Release Date: Oct 27, 2014
Record label: Side One Dummy
Genre(s): Pop/Rock, Alternative/Indie Rock, Indie Rock
Restorations pretty much established themselves with LP2 in a bigger and more expansive way. This was the album that announced them in the way most bands want to be viewed or defined. As someone who took a while to get into them, I boast this about that record because it was the one that really won me over. In spades.
Since 2008, Philadelphia's Restorations have suffered from not being easily classifiable; there are elements of sprawling post-punk, gutsy Americana and charging Springsteen-esque rock in nearly every one of their tracks. Their third full-length is no different in that regard, but the band have ditched the murky and plodding touches that dragged down LP2, delivering nine uplifting and inspired tracks. The mystery lies in lead singer Jon Loudon's continued commenting on society in a paranoid manner while the rest of the band brim with enthusiasm; first single "Separate Songs" features Loudon snarling in a husky drawl in the vein of Bry Webb, lamenting how insular those around him have become.
Riot Fest 2014 will go down as the first large-scale punk festival powered almost entirely by nostalgia. The backward-looking bill featured something for every generation of punk-turned-grownup, from Cheap Trick’s vintage power pop to Mineral’s wistful emo. Younger bands still in their best years were pushed to the side stages or slotted to play for sparse crowds in the afternoon.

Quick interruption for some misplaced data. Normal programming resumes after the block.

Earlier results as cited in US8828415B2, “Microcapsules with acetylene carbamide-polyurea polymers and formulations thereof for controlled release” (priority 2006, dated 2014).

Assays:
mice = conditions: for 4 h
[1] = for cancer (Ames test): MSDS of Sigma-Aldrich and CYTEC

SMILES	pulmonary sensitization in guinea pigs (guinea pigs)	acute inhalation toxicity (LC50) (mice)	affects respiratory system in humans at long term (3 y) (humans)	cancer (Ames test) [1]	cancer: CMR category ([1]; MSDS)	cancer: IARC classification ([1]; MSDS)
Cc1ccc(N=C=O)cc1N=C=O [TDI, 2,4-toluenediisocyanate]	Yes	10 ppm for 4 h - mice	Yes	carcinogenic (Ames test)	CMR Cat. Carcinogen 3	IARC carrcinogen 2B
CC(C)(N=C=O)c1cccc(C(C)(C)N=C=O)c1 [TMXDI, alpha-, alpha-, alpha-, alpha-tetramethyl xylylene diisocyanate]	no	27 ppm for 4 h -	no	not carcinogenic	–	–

How you classify Philadelphia’s Restorations largely depends on your age. For those of an era beyond attending their 20-year high school reunion, Fugazi, Helmet and Archers of Loaf are touchpoints. Fan alumni of the Vans Warped Tour will likely err on the side of Lucero and Gaslight Anthem, neither of which quite match the predominant genre of the traveling festival’s origins.
Philadelphia indie rockers Restorations deliver a sprawling, noisy third album full of wide skies, big guitars, and a warm heartland feel. It's a sound they've been building slowly toward since commencing their recording career at the turn of the decade, and with the release of LP3 it feels like they have arrived somewhere. Their post-hardcore origins still echo in their willingness to play with time signatures and various progressive elements, but for the most part there's a feeling here of going from the gut and playing for the cheap seats.
Philadelphia's Restorations would probably punch you in your Buddy Holly glasses if you called them emo, but their creatively titled third album proves these bruisers have a sensitive side. When their trio of guitarists aren't busy auditioning for Ozzy or Springsteen, they summon dynamic, smartly-shaded echo caverns more reminiscent of Sunny Day Real Estate and Modest Mouse – elevating the nicotine-ravaged bloodletting of Jon Loudon, the toughest young old man at the bar, to lip-quiveringly dramatic heights. Towards the end of LP3, on "The Future," he laments that he "never had a future before." He's got one now.
Restorations — LP3 (SideOneDummy)<a href="http://restorationsmusic.bandcamp.com/album/lp3" data-mce-href="http://restorationsmusic.bandcamp.com/album/lp3">LP3 by Restorations</a>Philadelphia’s Restorations are not a subtle band. Their music booms. The guitars are loud, the vocals righteously delivered, the rhythms uptempo. This is a band that evokes a sense of determination throughout their music, and it’s carried off with a no-frills approach.